Pakistani activist Malala Yousafzai becomes a Glamour gal
Glamourous Malala Yousafzai in New York. (Image courtesy of Glamour)
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There was a flamboyant pop star. A legendary singer. A TV star, some supermodels, and one of the world's most powerful philanthropists. Even a former secretary of state who may soon be running for president.
But of all the prominent women who appeared onstage Monday night at the Glamour Women of the Year awards, no one received more acclaim and adoration than a teenager whom no one had heard of little more than a year ago — 16-year-old Pakistani education activist Malala Yousafzai.
"We love you, Malala!" shouted a group of young girls from a high balcony in Carnegie Hall, where the annual event was held. The teenager blew back a kiss, and proceeded to give an impassioned speech.
"I believe the gun has no power at all," said Malala, who caught the world's attention when the Taliban shot her in the head in October 2012 for criticizing the group's interpretation of Islam, which limits girls' access to education. She has since gained global prominence, has started The Malala Fund to support education for girls, and recently released a memoir, "I Am Malala."
"I believe the gun has no power because a gun can only kill," she said. "But a pen can give life."
It wasn't just the crowd that was taken with Malala; her fellow honorees referred to her often as they took the stage, and the night's most flamboyant honoree, Lady Gaga, said she wished this month's Glamour magazine cover, which features her, had been devoted to Malala instead.
"If I could forfeit my Glamour cover I would give it to Malala," she said.
In a long and sometimes rambling speech, the pop singer, who sported a huge mane of frizzy white hair, a glistening white suit and her typically sky-high platform shoes, also said she thought she looked too artificially beautiful on that cover. "I do not look like that when I wake up in the morning," she said.
Gaga added that despite her huge fame, "my true talent is not the clothes, and not the music. I really feel that what I am best at is seeing the potential in other people." She referred to her campaign against bullying among young people, and recalled the case of a young fan who committed suicide in 2011 after being bullied, Jamey Rodemeyer.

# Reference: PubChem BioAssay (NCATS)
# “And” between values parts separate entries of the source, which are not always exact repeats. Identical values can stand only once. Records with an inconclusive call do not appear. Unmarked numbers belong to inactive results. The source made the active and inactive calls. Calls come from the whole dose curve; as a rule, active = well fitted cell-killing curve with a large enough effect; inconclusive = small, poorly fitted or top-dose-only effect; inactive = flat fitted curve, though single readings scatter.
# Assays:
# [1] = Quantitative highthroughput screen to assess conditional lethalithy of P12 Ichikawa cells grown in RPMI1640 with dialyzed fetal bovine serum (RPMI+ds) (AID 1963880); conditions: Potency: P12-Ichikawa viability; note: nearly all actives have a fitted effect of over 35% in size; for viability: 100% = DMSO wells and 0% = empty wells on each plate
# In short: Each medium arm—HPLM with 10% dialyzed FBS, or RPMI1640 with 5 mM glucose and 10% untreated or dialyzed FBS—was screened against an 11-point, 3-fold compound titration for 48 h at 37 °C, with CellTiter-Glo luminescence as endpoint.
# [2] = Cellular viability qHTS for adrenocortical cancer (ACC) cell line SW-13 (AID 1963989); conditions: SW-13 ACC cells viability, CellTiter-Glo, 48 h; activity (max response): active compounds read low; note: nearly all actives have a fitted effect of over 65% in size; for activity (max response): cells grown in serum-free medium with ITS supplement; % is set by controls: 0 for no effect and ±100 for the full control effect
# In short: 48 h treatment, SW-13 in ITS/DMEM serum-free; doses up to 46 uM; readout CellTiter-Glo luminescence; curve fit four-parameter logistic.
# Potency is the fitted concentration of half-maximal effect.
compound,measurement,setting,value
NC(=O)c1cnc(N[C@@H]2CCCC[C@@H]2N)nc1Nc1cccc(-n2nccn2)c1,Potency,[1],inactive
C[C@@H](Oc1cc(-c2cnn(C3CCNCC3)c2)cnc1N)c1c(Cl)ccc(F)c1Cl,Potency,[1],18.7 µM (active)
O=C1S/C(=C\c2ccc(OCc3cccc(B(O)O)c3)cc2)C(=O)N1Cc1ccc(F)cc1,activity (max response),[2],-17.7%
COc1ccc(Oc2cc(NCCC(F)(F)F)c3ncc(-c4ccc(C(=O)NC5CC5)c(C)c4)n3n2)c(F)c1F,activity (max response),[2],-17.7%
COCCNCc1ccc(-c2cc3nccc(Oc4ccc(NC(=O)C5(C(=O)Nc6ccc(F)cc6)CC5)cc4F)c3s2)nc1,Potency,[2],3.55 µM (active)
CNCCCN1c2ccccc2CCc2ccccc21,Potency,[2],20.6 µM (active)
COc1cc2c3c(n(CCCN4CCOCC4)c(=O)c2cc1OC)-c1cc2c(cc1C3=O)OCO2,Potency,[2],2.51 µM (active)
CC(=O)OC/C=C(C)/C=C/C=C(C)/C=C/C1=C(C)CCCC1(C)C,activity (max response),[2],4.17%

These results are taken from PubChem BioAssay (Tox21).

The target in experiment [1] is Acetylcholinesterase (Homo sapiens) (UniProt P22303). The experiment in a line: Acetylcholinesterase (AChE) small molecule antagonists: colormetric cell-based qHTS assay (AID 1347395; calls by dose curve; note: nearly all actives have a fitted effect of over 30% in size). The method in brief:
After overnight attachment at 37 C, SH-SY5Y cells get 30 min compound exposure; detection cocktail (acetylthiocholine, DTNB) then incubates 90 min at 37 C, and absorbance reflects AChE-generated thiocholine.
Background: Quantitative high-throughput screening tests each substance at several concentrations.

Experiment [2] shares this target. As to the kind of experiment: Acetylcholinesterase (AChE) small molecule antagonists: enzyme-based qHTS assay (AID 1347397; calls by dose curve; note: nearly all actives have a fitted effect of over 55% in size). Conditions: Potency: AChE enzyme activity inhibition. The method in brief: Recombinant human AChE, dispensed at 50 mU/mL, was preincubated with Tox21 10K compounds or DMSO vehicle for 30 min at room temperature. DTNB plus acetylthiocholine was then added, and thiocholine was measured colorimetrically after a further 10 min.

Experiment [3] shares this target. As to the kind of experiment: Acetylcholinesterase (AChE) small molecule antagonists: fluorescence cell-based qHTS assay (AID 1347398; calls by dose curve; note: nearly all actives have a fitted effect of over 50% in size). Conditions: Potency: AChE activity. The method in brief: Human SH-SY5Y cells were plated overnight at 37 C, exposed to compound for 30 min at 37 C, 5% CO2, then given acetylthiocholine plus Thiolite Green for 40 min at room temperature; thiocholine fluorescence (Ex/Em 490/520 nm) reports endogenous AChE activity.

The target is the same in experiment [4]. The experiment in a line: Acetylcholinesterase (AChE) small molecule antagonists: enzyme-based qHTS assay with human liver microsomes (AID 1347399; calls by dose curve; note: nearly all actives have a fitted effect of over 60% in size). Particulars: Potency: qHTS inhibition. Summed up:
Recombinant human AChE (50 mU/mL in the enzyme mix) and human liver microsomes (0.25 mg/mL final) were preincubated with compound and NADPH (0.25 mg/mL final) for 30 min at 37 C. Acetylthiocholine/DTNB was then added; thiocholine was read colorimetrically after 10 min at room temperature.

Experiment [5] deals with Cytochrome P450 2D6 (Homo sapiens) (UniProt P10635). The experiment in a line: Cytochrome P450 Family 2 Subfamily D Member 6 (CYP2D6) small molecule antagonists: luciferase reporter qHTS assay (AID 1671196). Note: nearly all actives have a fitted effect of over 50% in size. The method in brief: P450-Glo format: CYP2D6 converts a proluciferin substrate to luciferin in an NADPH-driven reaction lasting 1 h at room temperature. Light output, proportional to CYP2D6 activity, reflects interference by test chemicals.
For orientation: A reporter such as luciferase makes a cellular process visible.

"Do you really know how your child feels when they are home at night?" the singer challenged the crowd.
The evening's Lifetime Achievement Award went to Barbra Streisand, who told the audience that she had been lucky enough to be born with a good singing voice.
"That voice ultimately allowed me to speak out and have my opinions heard," said Streisand, 71, who proceeded to forcefully air many of them — including her choice for the next president. "There's never been a woman president," Streisand said, "but I hope that will change very soon — hint, hint! And we really need her now."
She was referring, of course, to Hillary Rodham Clinton, who surprised the crowd by appearing to present a first-time award — Couple of the Year — to former Congresswoman Gabrielle Giffords and her husband, retired astronaut Mark Kelly.
It was a poignant moment for Giffords, who had been unable to attend when she was honored with a Glamour award in 2011, because she was still recovering from wounds suffered early that year when she was shot while meeting constituents in a supermarket parking lot.
"It's been a hard, long time but I'm getting better," she told the crowd, saying she was doing "speech therapy, physical therapy, and yoga too."
"I'm still fighting to make the world a better place, and you can, too," she said. The couple has founded a gun safety organization, Americans for Responsible Solutions.
Another emotional highlight was the appearance of Kaitlin Roig-DeBellis, a first-grade teacher at the Sandy Hook Elementary School in Newtown, Conn., who saved her pupils from death by herding them into a small bathroom, where they hid as shots rang out last December.
"I have lived my life so as not to let that day define myself — or my students," said Roig-DeBellis, who had much of the audience in tears. She was accompanied by a group of parents whose children she had saved.
Also honored: Melinda Gates, who with her husband, Bill Gates, founded the Bill & Melinda Gates Foundation, a huge philanthropic force. Gates was described by her award presenter, actress and writer Lena Dunham, as "the most stunning example of putting your money where your mouth is that the world has ever seen."
After the Carnegie Hall ceremony, the honorees, presenters and guests attended a private dinner at the famed Oak Room at the Plaza Hotel. It was a scene of fascinating combinations. Lady Gaga approached Malala, for example, and the two took photos together.
"Never be afraid to speak your mind," the pop singer told the activist — who is famous for doing just that. "I can't wait until my fans hear your story," she added.
Watching it all was supermodel Iman, who said she had been deeply moved by Malala's speech.
"She is a game-changer for girls," Iman said. "I wish young girls here knew more about Malala, and less about the Kardashians."
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